• Rylie Goodchild

The difference between History and the Past

The factual definition of History means to narrate or record the Past. These two terms could be poised as Art and Artist. Imagine this; History in their studio, painting the Past how we see it today, they throw colours to canvas; depicting their version of events, informed by their personal disposition, background and context. The Past we now see in the works exists as the muse does before their lovers gaze; can we trust this version of documentation wrapped up in the subjectivity of its creator?

Many may feel History and the Past are interchangeable terms used to describe the same events. Though, one could argue that the difference between History and the Past is that the prior is a documented, specific version of occurrences taking place during a time period who’s namesake is the latter. But, like bread and cake, it takes different ingredients to produce and define what the use of these two terminologies specifically refer to. I would deem the Past an abstract uncharted series of events, and History; that which is documented. In light of this; Art, Literature and Academia become artefacts which track stories and tales long lost by first hand human account and memory. In this essay I am exploring whether History, as narrated to us through Art, truly is a thing of the Past.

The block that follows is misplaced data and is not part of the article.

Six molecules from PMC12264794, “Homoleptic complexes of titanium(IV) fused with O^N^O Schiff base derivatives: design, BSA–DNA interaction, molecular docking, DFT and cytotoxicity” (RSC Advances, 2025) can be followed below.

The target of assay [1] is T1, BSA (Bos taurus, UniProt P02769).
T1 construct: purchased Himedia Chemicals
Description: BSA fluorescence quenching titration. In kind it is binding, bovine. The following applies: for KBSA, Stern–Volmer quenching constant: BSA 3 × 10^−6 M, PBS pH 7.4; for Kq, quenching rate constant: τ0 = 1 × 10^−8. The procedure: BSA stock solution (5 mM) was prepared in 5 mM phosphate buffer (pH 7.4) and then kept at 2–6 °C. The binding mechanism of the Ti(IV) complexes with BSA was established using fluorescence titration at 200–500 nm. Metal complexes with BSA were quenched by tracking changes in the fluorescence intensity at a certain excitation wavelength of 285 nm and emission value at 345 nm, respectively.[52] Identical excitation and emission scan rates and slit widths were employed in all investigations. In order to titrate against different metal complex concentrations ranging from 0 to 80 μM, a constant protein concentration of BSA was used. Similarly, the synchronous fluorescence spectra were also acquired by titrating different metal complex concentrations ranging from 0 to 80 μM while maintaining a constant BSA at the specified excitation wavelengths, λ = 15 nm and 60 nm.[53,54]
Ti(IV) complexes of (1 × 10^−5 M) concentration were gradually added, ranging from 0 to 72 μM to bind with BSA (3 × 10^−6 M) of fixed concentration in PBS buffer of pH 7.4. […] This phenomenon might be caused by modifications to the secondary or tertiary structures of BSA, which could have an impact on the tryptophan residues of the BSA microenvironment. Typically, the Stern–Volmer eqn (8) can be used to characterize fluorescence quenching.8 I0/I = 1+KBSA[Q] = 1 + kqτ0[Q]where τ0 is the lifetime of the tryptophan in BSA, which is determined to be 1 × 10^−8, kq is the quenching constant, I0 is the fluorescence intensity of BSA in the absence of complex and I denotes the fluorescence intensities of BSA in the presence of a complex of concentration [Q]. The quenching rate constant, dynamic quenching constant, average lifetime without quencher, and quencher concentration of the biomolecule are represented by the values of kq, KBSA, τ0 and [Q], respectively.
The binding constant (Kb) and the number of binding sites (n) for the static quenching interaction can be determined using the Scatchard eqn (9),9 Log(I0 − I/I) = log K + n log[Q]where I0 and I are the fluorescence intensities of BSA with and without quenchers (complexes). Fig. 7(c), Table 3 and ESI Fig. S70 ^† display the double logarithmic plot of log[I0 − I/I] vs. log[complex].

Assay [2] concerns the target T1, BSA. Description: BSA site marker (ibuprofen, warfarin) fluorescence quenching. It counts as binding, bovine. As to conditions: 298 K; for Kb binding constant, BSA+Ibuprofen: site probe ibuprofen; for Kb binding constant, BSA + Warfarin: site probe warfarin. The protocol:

In the oils of Jean-Etienne Liotard, Marie Antoinette appears as a child unaware of the controversial Historical figure, and symbol, she will be to a future past of France. The seven year old girl is poised central to the composition, her body angled starboard. Her demeanour is plain, with small creases either side of her mouth. Does this suggest a similar “sweet mocking mouth” to that of Mrs Darling in Sir James Mathew Barrie’s Peter Pan?

A Mona Lisa smile maybe…